Curriculum: Engineering Undergraduate Courses < >Curriculum: Engineering Undergraduate Courses - Introduction
One of the first such discussions resulted from the use of the word 'subject' in regard to design. The Working Party resolved that design could not be equated with subjects such as mathematics or physics, but was an 'activity'. An analogy with research provided a useful comparison. Whilst recognising the fundamental difference between them, there were also similarities in that both were activities and yet research was never referred to as a subject. The view of design as a subject had almost certainly arisen from academia, with its desire that all taught material should conform to the 'academic mould'. The fact that design was not a subject in the traditional sense did not exclude the possibility of design courses, neither did it mean that it could not be taught.
Two main strategies were proposed for carrying out the task allocated to the Working Party. One approach was to review the elements that constituted taught courses in design and to order them in a cohesive manner. The other, and more fundamental approach, was to work towards a common understanding of what is done in design and propose curriculum guidelines an the basis of this understanding. Although a far more onerous task, the latter strategy would, if successful, provide a sound foundation on which to base curriculum proposals. It was agreed to adopt the latter approach and to identify the body of core material that could be shown to constitute the design activity. The Working Party therefore addressed itself to the following questions:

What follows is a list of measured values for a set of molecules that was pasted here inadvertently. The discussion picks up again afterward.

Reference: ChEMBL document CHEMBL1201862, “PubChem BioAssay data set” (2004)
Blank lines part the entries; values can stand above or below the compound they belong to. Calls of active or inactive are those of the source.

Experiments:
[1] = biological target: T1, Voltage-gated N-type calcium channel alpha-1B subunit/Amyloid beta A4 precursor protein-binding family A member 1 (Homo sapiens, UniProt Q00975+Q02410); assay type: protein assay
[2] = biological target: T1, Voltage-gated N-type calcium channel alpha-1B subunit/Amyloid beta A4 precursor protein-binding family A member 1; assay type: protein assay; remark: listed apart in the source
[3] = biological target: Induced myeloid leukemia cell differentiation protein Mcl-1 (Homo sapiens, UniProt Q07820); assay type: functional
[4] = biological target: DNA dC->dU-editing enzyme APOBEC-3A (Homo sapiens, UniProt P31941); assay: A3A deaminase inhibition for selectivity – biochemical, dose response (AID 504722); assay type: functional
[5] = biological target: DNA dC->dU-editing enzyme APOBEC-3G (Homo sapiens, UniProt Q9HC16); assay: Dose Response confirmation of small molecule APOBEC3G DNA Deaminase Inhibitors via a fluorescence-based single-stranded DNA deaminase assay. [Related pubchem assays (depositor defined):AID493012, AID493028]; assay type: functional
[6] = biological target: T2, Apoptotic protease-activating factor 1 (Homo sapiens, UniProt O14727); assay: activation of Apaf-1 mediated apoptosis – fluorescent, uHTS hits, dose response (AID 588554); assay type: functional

One of the basic issues arising from such models related to the widespread practice of equating design with problem solving. Whilst some members of the group were strongly supportive of this view, others were convinced that design was something much more comprehensive and purposeful, which had as its objective the satisfaction of human needs and wants.
The Working Party finally agreed with this latter view, which had been clearly argued in an article in the 'Engineering Designer' (4). The purpose of design was to meet human needs in terms of artefacts, and in so doing a.variety of problems requiring solutions were almost certain to occur, but these were only part of the wider activity encompassed by design.
After exhaustive discussion, the Working Party agreed that the model in Figs la and 1b was acceptable to all members and represented what they all considered they were trying to achieve in their design teaching. A description of the model is given in Appendix A.
The following were the main reasons for the choice:
During the academic year 1984/85 the main thrust of the work carried out by the Working Party was concerned with the identification of material to be recommended for inclusion in the curriculum, any priorities which should be accorded to it and the order in which it should be taught to students. Inherent difficulties were revealed in seeking a solution which would gain general acceptance where there existed so much variety of experience and opinion. It was only after considerable debate that a teaching strategy was proposed which provided for the teaching of design topics in a comprehensive, structured and integrated manner, interfacing with traditional subject areas.
The ensuing proposals in report form were presented for discussion at the SEED '85 Seminar and received the full approval of the delegates with minor modifications, which are included in this report.
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